Indashyikirwa (Agents for Change) is an intimate partner violence (IPV) prevention project being implemented across seven Districts in the Western, Northern and Eastern provinces of Rwanda. The programme targets both partners of couples through a series of reflection sessions that challenge drivers of gender based violence (GBV) and promote equality.
Ndabaruta Beatrice and Ndayambaje Godefroid are one of the couples that were selected to be a part of the five-month, weekly curriculum.
Beatrice spoke about the difference in her life and relationship before and after participating in the curriculum: “When we got married we didn’t own much, but as time went on, it got worse. We barely had any food in the home because even the little earnings we had my husband spent on alcohol. He always came home late and drunk and he often kicked the door open while hurling insults at me and the children. I became such a miserable person to the extent that I didn’t care whether I took a bath or not, I was not even bothered about body hygiene. I lived in that hopeless situation for seven years”.
The Start of a Transformational Journey
My husband and I were invited to be part of a five-month couple curriculum with the Indashyikirwa Project. When the training started the facilitator introduced my husband and I, together with a group of other selected couples, to a series of dialogue sessions.
These sessions were aimed at triggering self-reflection on our relationships as married couples but all this was but a dream to me. I thought to myself, “this is not for us it’s for the rest of the couples in the room, who are living in harmony but not us”. I asked myself whether it was even possible for me to ever sit down to hold a reasonable conversation with my husband, without him calling me “fool” or telling me that I looked like a “gorilla”, which was the way he often referred to me, he did not value me let alone consider me as his wife.
Every child we had together he despised. When the five-month couple curriculum began I often asked myself “whether this man will ever love me or even talk to me just like the other married couples do.”
Beatrice appreciated the relationship skills development and take-home exercise approach encouraged by the curriculum, and how through trying something new, their relationship slowly changed:
One day the training facilitator gave us a take-home exercise, which required us to talk and reflect on how we can spend quality time together as a couple. It all seemed like a joke to me because at this point even though we were living in the same house, we were both living in separate rooms, and this had been going for about three months and so the idea of us sitting together to talk was a far cry from our situation at home. As we went on with the training he started surprising me with acts of kindness, which implied that he was trying to make an effort to do right by me.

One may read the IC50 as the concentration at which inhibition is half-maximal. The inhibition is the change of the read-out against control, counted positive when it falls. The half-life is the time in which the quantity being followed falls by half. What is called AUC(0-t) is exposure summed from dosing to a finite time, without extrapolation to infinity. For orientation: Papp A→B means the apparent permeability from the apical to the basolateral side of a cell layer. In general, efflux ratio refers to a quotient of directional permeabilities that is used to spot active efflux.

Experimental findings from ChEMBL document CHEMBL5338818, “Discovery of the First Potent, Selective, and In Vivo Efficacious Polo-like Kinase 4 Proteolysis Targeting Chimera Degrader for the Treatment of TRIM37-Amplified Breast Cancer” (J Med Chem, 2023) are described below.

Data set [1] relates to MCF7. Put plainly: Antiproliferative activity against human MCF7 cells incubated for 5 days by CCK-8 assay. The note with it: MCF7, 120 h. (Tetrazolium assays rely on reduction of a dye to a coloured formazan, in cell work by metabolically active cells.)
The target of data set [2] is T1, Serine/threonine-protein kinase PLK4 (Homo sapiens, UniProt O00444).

Beatrice also shared the longer-term impacts of the couple’s curriculum on her relationship:
After a number of curriculum sessions, I started to notice a change of heart in my husband, he started taking responsibility for the family needs, like buying clothes for the children and myself. Before this, the entire time we had been married he had never bought the children any clothes. He even went ahead to open up a joint account for us – for the longest time he had denied me access to financial resources. By opening up this account he was giving me the right to access our income. From that day, he started being intentional about helping me with household chores and whenever I was not home he would take care of the children.
Beatrice also shared the positive impacts of the curriculum, especially around making joint decisions, on their household development:
As a result of the training we made the decision to start planning for our family as a couple, we renovated our house to make it more habitable, we also bought a small plot of land. My husband started helping me to cultivate the land which he never did before, we now have a harvest that we never had before in all our seven years of marriage. Ndayambaje shared how he and his mother rarely communicated because she did not approve of his behavior towards his wife.
“I didn’t want to heed her advice, and I never visited her but now we talk and she also testifies to the change she sees in me and in my relationship with my wife and family.”
He noted that as a result of the curriculum, he now has a better relationship with his wife and family:
“I am now accepted in my neighborhood, before the training I was known as a rebellious person not only by my neighbors but also by the Local Authorities, now everyone wants to know what caused the sudden change. I now feel a sense of belonging in my community and in my own family as a result of my individual change. I am now a respected man in my community and my family’s well-being has been boosted, thanks to the Indashyikirwa project.”
My name is Rachel Kwizera, I have been working with CARE for the last three years as a Monitoring and Evaluation Coordinator for the Indashyikirwa Project. This story is just one of the many other amazing stories that I have witnessed from a number of couples who testify to the intentional changes they made as couples as result of being part of the Couples Curriculum. Several times, these couples have acknowledged that being aware of “Power and Power Use” has changed their entire outlook on how they treat each other as couples, towards a more respectful and positive manner.